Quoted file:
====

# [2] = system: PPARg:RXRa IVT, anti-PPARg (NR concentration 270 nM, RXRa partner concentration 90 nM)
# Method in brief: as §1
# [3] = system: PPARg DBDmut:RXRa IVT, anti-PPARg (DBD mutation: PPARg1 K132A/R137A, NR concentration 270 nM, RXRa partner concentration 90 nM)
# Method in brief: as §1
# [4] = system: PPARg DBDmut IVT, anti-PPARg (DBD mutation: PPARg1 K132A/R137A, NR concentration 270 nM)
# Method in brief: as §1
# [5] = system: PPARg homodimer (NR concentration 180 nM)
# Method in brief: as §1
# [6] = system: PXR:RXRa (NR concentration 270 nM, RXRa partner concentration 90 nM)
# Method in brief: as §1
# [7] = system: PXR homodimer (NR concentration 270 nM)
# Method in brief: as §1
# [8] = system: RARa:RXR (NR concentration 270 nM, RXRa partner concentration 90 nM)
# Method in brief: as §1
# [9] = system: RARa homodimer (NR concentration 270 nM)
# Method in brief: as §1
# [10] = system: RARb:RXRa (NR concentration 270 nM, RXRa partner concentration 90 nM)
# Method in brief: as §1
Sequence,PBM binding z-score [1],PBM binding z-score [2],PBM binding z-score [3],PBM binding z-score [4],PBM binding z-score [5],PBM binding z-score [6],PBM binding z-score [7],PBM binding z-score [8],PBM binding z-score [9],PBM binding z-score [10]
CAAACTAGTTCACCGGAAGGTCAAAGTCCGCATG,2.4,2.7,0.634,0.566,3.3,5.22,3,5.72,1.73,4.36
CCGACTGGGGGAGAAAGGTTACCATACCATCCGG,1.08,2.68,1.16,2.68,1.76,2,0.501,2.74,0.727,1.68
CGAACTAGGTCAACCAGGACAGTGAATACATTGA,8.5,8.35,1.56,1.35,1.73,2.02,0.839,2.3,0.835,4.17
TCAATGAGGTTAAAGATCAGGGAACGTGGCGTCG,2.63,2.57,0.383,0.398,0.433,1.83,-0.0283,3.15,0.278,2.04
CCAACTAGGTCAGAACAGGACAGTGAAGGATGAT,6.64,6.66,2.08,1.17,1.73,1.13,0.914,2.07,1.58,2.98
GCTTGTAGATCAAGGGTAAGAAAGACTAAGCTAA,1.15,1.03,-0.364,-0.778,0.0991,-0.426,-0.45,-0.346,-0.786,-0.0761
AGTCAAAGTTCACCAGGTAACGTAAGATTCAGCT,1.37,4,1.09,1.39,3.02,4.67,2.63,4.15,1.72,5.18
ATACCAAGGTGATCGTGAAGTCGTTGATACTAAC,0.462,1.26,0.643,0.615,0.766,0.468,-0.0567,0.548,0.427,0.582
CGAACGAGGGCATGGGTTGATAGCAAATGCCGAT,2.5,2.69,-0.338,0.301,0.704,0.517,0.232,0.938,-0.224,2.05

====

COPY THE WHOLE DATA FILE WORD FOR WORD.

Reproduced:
# [2] = system: PPARg:RXRa IVT, anti-PPARg (NR concentration 270 nM, RXRa partner concentration 90 nM)
# Method in brief: as §1
# [3] = system: PPARg DBDmut:RXRa IVT, anti-PPARg (DBD mutation: PPARg1 K132A/R137A, NR concentration 270 nM, RXRa partner concentration 90 nM)
# Method in brief: as §1
# [4] = system: PPARg DBDmut IVT, anti-PPARg (DBD mutation: PPARg1 K132A/R137A, NR concentration 270 nM)
# Method in brief: as §1
# [5] = system: PPARg homodimer (NR concentration 180 nM)
# Method in brief: as §1
# [6] = system: PXR:RXRa (NR concentration 270 nM, RXRa partner concentration 90 nM)
# Method in brief: as §1
# [7] = system: PXR homodimer (NR concentration 270 nM)
# Method in brief: as §1
# [8] = system: RARa:RXR (NR concentration 270 nM, RXRa partner concentration 90 nM)
# Method in brief: as §1
# [9] = system: RARa homodimer (NR concentration 270 nM)
# Method in brief: as §1
# [10] = system: RARb:RXRa (NR concentration 270 nM, RXRa partner concentration 90 nM)
# Method in brief: as §1
Sequence,PBM binding z-score [1],PBM binding z-score [2],PBM binding z-score [3],PBM binding z-score [4],PBM binding z-score [5],PBM binding z-score [6],PBM binding z-score [7],PBM binding z-score [8],PBM binding z-score [9],PBM binding z-score [10]
CAAACTAGTTCACCGGAAGGTCAAAGTCCGCATG,2.4,2.7,0.634,0.566,3.3,5.22,3,5.72,1.73,4.36
CCGACTGGGGGAGAAAGGTTACCATACCATCCGG,1.08,2.68,1.16,2.68,1.76,2,0.501,2.74,0.727,1.68
CGAACTAGGTCAACCAGGACAGTGAATACATTGA,8.5,8.35,1.56,1.35,1.73,2.02,0.839,2.3,0.835,4.17
TCAATGAGGTTAAAGATCAGGGAACGTGGCGTCG,2.63,2.57,0.383,0.398,0.433,1.83,-0.0283,3.15,0.278,2.04
CCAACTAGGTCAGAACAGGACAGTGAAGGATGAT,6.64,6.66,2.08,1.17,1.73,1.13,0.914,2.07,1.58,2.98
GCTTGTAGATCAAGGGTAAGAAAGACTAAGCTAA,1.15,1.03,-0.364,-0.778,0.0991,-0.426,-0.45,-0.346,-0.786,-0.0761
AGTCAAAGTTCACCAGGTAACGTAAGATTCAGCT,1.37,4,1.09,1.39,3.02,4.67,2.63,4.15,1.72,5.18
ATACCAAGGTGATCGTGAAGTCGTTGATACTAAC,0.462,1.26,0.643,0.615,0.766,0.468,-0.0567,0.548,0.427,0.582
CGAACGAGGGCATGGGTTGATAGCAAATGCCGAT,2.5,2.69,-0.338,0.301,0.704,0.517,0.232,0.938,-0.224,2.05